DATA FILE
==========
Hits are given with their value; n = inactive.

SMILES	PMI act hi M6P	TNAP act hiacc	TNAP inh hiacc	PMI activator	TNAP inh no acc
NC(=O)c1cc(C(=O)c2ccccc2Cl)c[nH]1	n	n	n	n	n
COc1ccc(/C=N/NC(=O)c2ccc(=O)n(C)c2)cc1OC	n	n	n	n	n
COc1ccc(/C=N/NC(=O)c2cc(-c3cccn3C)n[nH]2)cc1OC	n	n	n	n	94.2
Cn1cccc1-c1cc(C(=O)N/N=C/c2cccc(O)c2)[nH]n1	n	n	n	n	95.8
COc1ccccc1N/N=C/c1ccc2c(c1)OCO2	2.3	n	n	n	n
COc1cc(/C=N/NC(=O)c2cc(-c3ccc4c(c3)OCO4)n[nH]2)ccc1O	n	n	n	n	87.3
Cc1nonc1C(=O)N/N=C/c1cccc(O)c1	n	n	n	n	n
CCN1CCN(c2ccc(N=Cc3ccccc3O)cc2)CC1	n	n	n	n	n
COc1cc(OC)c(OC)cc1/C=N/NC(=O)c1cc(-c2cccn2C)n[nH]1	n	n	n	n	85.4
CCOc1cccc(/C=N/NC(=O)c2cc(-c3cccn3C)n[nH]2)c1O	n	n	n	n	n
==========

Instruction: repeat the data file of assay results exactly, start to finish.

Hits are given with their value; n = inactive.

SMILES	PMI act hi M6P	TNAP act hiacc	TNAP inh hiacc	PMI activator	TNAP inh no acc
NC(=O)c1cc(C(=O)c2ccccc2Cl)c[nH]1	n	n	n	n	n
COc1ccc(/C=N/NC(=O)c2ccc(=O)n(C)c2)cc1OC	n	n	n	n	n
COc1ccc(/C=N/NC(=O)c2cc(-c3cccn3C)n[nH]2)cc1OC	n	n	n	n	94.2
Cn1cccc1-c1cc(C(=O)N/N=C/c2cccc(O)c2)[nH]n1	n	n	n	n	95.8
COc1ccccc1N/N=C/c1ccc2c(c1)OCO2	2.3	n	n	n	n
COc1cc(/C=N/NC(=O)c2cc(-c3ccc4c(c3)OCO4)n[nH]2)ccc1O	n	n	n	n	87.3
Cc1nonc1C(=O)N/N=C/c1cccc(O)c1	n	n	n	n	n
CCN1CCN(c2ccc(N=Cc3ccccc3O)cc2)CC1	n	n	n	n	n
COc1cc(OC)c(OC)cc1/C=N/NC(=O)c1cc(-c2cccn2C)n[nH]1	n	n	n	n	85.4
CCOc1cccc(/C=N/NC(=O)c2cc(-c3cccn3C)n[nH]2)c1O	n	n	n	n	n